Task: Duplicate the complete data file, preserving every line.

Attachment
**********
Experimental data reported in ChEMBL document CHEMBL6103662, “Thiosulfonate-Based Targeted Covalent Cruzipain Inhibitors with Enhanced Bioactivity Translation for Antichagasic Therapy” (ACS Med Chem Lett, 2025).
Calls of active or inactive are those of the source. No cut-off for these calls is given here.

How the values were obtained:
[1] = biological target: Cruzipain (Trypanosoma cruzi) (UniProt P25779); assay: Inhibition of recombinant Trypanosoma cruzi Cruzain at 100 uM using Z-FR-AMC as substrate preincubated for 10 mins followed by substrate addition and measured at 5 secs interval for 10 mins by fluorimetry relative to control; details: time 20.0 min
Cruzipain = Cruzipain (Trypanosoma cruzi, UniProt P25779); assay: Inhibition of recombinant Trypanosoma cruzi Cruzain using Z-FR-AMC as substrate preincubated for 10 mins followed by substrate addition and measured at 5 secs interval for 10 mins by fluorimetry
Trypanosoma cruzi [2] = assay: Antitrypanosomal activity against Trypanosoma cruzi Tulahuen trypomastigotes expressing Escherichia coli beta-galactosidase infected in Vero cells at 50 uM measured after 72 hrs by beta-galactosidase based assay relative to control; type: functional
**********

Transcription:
Experimental data reported in ChEMBL document CHEMBL6103662, “Thiosulfonate-Based Targeted Covalent Cruzipain Inhibitors with Enhanced Bioactivity Translation for Antichagasic Therapy” (ACS Med Chem Lett, 2025).
Calls of active or inactive are those of the source. No cut-off for these calls is given here.

How the values were obtained:
[1] = biological target: Cruzipain (Trypanosoma cruzi) (UniProt P25779); assay: Inhibition of recombinant Trypanosoma cruzi Cruzain at 100 uM using Z-FR-AMC as substrate preincubated for 10 mins followed by substrate addition and measured at 5 secs interval for 10 mins by fluorimetry relative to control; details: time 20.0 min
Cruzipain = Cruzipain (Trypanosoma cruzi, UniProt P25779); assay: Inhibition of recombinant Trypanosoma cruzi Cruzain using Z-FR-AMC as substrate preincubated for 10 mins followed by substrate addition and measured at 5 secs interval for 10 mins by fluorimetry
Trypanosoma cruzi [2] = assay: Antitrypanosomal activity against Trypanosoma cruzi Tulahuen trypomastigotes expressing Escherichia coli beta-galactosidase infected in Vero cells at 50 uM measured after 72 hrs by beta-galactosidase based assay relative to control; type: functional